|Argentine Horned Frog|
This frog is a very large one; females can grow up to 16.5cm from snout to vent, and males can grow to 11.5cm. Although this is quite short for a frog, C. ornata has a very wide, plump body, which is occasionally wider than its length. Over half of the area of the frog is taken up by the mouth when it is open, making it the most characteristic feature of not only this species, but also the rest of the genus.
The Argentine Horned Frog relies mostly on sight to ambush prey, as it has a thin layer of transparent skin which is involuntarily controlled to help the eyes push prey deeper into the throat, and also act as a form of protection.
Like all members of its genus, C. ornata is a voracious predator which typically hunts by lying motionless and waiting for prey to come closer; frogs may also use their hind limbs to attract inquisitive prey. Horned frogs have a voracious appetite: they have been known, reported and mentioned to feed on insects, scorpions, spiders, small rodents (fully grown female Argentine horned frogs can easily swallow a rat), small reptiles and fish (though fish is not commonly preyed on due to the fact that this species is terrestrial), and can swallow prey up to their own size.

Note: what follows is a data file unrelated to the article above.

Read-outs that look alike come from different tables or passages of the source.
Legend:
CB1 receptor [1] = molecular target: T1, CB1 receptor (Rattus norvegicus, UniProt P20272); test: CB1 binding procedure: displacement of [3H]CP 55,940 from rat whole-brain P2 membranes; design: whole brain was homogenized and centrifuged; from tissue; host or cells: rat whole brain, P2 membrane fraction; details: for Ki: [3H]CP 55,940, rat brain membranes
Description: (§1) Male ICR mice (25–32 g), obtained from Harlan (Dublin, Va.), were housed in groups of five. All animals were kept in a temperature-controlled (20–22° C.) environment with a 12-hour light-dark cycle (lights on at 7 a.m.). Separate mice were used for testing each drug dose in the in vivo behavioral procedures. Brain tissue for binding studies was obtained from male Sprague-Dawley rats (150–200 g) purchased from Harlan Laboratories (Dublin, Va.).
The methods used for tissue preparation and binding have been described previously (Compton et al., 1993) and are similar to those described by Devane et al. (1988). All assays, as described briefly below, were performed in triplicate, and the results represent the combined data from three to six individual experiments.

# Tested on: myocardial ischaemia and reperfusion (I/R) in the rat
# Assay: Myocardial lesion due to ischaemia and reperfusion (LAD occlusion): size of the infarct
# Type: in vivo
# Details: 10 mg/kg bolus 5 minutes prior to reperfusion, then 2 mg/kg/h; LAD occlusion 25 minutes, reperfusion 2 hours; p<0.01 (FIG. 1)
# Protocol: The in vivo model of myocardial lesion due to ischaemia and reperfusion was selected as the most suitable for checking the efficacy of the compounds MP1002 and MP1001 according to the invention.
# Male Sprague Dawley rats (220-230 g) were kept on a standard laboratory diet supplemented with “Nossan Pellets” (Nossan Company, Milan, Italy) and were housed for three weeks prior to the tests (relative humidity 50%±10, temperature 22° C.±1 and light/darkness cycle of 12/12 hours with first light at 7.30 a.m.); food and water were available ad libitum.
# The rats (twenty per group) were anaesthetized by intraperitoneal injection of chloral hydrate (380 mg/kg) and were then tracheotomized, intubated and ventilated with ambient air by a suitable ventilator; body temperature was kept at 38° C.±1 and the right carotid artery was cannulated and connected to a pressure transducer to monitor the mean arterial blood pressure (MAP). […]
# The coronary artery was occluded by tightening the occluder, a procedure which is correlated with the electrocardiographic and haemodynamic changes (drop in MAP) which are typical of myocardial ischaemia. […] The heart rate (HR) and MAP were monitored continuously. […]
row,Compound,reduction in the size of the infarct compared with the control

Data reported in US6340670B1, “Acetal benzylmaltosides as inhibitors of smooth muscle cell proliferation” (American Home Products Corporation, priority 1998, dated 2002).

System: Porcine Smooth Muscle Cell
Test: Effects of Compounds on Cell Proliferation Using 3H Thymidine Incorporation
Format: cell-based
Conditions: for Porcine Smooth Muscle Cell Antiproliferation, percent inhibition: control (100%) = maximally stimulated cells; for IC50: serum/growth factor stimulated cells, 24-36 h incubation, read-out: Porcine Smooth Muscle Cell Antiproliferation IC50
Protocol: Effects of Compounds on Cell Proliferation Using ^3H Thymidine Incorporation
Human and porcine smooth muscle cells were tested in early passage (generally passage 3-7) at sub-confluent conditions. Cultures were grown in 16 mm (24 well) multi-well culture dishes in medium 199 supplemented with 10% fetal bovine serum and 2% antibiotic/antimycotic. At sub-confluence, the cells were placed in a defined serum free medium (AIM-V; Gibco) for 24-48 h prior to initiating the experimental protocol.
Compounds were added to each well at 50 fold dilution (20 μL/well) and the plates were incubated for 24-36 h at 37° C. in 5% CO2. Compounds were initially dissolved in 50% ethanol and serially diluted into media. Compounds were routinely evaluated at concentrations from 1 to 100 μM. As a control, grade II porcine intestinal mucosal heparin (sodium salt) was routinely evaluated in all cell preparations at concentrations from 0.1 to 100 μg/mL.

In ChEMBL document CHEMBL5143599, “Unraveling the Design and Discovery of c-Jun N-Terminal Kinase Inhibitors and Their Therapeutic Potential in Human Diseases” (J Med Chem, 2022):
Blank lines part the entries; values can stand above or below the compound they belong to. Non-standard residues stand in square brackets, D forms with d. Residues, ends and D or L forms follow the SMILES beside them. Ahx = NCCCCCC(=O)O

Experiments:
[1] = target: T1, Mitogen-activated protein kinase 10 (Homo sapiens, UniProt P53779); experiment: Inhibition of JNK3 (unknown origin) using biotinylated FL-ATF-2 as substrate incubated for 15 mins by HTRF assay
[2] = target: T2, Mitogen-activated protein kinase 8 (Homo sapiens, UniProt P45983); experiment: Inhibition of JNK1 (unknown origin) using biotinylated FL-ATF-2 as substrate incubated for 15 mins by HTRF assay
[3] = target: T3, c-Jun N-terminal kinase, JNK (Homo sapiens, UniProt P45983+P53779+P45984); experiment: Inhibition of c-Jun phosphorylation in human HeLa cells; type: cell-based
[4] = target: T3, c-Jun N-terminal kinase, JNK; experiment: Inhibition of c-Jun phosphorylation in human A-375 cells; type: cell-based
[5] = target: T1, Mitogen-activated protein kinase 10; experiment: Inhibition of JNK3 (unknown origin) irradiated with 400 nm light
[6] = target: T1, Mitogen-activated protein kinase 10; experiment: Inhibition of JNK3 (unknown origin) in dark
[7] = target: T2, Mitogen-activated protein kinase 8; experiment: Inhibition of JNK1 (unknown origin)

When a prey item comes close, the frog extends its tongue and engulfs and seizes the prey, and retracts it to pull the item into the mouth. It then proceeds to suffocate the prey, and then swallow it (sometimes alive). It also has a tendency to take a deep breath before pulling it further into the mouth, to manipulate the tail of the prey, and to use its own weight to immobilise prey. It can also use its eyes to push prey deeper down its throat.